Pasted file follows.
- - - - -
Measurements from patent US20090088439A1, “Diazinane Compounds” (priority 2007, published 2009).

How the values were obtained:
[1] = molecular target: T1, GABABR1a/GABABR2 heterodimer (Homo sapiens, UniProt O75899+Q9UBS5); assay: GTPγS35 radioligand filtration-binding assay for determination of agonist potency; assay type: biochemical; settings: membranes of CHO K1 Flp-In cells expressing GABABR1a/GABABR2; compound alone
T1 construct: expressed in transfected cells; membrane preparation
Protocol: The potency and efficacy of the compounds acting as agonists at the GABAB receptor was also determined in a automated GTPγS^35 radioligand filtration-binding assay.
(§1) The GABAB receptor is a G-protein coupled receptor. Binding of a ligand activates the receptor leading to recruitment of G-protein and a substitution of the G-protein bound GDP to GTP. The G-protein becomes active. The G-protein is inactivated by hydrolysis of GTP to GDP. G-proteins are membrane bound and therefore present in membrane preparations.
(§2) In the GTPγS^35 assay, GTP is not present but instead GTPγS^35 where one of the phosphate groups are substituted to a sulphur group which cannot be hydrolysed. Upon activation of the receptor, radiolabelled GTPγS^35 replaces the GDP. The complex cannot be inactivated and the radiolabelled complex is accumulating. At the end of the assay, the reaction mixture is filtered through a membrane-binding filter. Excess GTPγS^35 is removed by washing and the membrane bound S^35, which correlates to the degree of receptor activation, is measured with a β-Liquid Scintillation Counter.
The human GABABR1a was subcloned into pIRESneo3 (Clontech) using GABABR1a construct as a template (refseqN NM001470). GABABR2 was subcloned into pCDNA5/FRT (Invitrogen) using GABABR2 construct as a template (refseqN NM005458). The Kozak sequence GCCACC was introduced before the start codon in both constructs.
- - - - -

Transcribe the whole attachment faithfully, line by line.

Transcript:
Measurements from patent US20090088439A1, “Diazinane Compounds” (priority 2007, published 2009).

How the values were obtained:
[1] = molecular target: T1, GABABR1a/GABABR2 heterodimer (Homo sapiens, UniProt O75899+Q9UBS5); assay: GTPγS35 radioligand filtration-binding assay for determination of agonist potency; assay type: biochemical; settings: membranes of CHO K1 Flp-In cells expressing GABABR1a/GABABR2; compound alone
T1 construct: expressed in transfected cells; membrane preparation
Protocol: The potency and efficacy of the compounds acting as agonists at the GABAB receptor was also determined in a automated GTPγS^35 radioligand filtration-binding assay.
(§1) The GABAB receptor is a G-protein coupled receptor. Binding of a ligand activates the receptor leading to recruitment of G-protein and a substitution of the G-protein bound GDP to GTP. The G-protein becomes active. The G-protein is inactivated by hydrolysis of GTP to GDP. G-proteins are membrane bound and therefore present in membrane preparations.
(§2) In the GTPγS^35 assay, GTP is not present but instead GTPγS^35 where one of the phosphate groups are substituted to a sulphur group which cannot be hydrolysed. Upon activation of the receptor, radiolabelled GTPγS^35 replaces the GDP. The complex cannot be inactivated and the radiolabelled complex is accumulating. At the end of the assay, the reaction mixture is filtered through a membrane-binding filter. Excess GTPγS^35 is removed by washing and the membrane bound S^35, which correlates to the degree of receptor activation, is measured with a β-Liquid Scintillation Counter.
The human GABABR1a was subcloned into pIRESneo3 (Clontech) using GABABR1a construct as a template (refseqN NM001470). GABABR2 was subcloned into pCDNA5/FRT (Invitrogen) using GABABR2 construct as a template (refseqN NM005458). The Kozak sequence GCCACC was introduced before the start codon in both constructs.